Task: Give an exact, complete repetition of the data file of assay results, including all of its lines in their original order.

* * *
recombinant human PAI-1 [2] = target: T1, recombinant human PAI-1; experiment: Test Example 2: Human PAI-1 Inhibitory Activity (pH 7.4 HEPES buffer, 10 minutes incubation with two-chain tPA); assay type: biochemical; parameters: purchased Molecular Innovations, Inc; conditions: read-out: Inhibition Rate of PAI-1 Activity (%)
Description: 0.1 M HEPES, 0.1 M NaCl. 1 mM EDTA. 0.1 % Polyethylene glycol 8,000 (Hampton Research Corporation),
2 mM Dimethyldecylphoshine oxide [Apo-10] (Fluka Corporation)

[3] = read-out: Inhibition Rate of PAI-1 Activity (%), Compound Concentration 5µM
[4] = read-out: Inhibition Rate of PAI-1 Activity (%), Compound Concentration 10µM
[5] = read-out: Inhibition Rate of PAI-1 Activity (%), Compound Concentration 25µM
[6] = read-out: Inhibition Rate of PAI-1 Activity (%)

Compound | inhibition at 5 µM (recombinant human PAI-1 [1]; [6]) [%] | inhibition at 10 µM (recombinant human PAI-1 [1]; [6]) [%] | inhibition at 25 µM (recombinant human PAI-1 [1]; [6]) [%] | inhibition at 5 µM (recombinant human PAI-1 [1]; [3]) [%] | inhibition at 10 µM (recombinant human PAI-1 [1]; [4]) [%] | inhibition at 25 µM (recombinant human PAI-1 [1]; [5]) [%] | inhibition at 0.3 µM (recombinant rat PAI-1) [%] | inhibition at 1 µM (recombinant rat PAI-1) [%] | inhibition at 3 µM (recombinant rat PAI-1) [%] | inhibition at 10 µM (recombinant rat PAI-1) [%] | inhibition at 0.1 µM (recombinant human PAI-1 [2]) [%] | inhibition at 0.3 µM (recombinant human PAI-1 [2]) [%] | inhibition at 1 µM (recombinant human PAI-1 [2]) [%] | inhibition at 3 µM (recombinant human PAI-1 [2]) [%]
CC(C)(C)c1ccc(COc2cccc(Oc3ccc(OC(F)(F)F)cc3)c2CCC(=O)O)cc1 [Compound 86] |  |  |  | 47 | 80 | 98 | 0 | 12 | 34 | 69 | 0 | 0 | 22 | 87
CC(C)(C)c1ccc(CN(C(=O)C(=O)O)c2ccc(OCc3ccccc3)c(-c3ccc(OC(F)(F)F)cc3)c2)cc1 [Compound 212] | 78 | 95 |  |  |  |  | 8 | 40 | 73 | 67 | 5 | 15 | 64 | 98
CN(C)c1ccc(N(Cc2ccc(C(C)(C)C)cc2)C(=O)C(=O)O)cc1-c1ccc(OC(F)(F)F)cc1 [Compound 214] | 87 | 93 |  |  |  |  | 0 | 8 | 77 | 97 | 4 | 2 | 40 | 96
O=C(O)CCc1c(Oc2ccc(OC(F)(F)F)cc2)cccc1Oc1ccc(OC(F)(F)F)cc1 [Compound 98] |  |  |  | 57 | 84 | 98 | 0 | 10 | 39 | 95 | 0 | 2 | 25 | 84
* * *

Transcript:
recombinant human PAI-1 [2] = target: T1, recombinant human PAI-1; experiment: Test Example 2: Human PAI-1 Inhibitory Activity (pH 7.4 HEPES buffer, 10 minutes incubation with two-chain tPA); assay type: biochemical; parameters: purchased Molecular Innovations, Inc; conditions: read-out: Inhibition Rate of PAI-1 Activity (%)
Description: 0.1 M HEPES, 0.1 M NaCl. 1 mM EDTA. 0.1 % Polyethylene glycol 8,000 (Hampton Research Corporation),
2 mM Dimethyldecylphoshine oxide [Apo-10] (Fluka Corporation)

[3] = read-out: Inhibition Rate of PAI-1 Activity (%), Compound Concentration 5µM
[4] = read-out: Inhibition Rate of PAI-1 Activity (%), Compound Concentration 10µM
[5] = read-out: Inhibition Rate of PAI-1 Activity (%), Compound Concentration 25µM
[6] = read-out: Inhibition Rate of PAI-1 Activity (%)

Compound | inhibition at 5 µM (recombinant human PAI-1 [1]; [6]) [%] | inhibition at 10 µM (recombinant human PAI-1 [1]; [6]) [%] | inhibition at 25 µM (recombinant human PAI-1 [1]; [6]) [%] | inhibition at 5 µM (recombinant human PAI-1 [1]; [3]) [%] | inhibition at 10 µM (recombinant human PAI-1 [1]; [4]) [%] | inhibition at 25 µM (recombinant human PAI-1 [1]; [5]) [%] | inhibition at 0.3 µM (recombinant rat PAI-1) [%] | inhibition at 1 µM (recombinant rat PAI-1) [%] | inhibition at 3 µM (recombinant rat PAI-1) [%] | inhibition at 10 µM (recombinant rat PAI-1) [%] | inhibition at 0.1 µM (recombinant human PAI-1 [2]) [%] | inhibition at 0.3 µM (recombinant human PAI-1 [2]) [%] | inhibition at 1 µM (recombinant human PAI-1 [2]) [%] | inhibition at 3 µM (recombinant human PAI-1 [2]) [%]
CC(C)(C)c1ccc(COc2cccc(Oc3ccc(OC(F)(F)F)cc3)c2CCC(=O)O)cc1 [Compound 86] |  |  |  | 47 | 80 | 98 | 0 | 12 | 34 | 69 | 0 | 0 | 22 | 87
CC(C)(C)c1ccc(CN(C(=O)C(=O)O)c2ccc(OCc3ccccc3)c(-c3ccc(OC(F)(F)F)cc3)c2)cc1 [Compound 212] | 78 | 95 |  |  |  |  | 8 | 40 | 73 | 67 | 5 | 15 | 64 | 98
CN(C)c1ccc(N(Cc2ccc(C(C)(C)C)cc2)C(=O)C(=O)O)cc1-c1ccc(OC(F)(F)F)cc1 [Compound 214] | 87 | 93 |  |  |  |  | 0 | 8 | 77 | 97 | 4 | 2 | 40 | 96
O=C(O)CCc1c(Oc2ccc(OC(F)(F)F)cc2)cccc1Oc1ccc(OC(F)(F)F)cc1 [Compound 98] |  |  |  | 57 | 84 | 98 | 0 | 10 | 39 | 95 | 0 | 2 | 25 | 84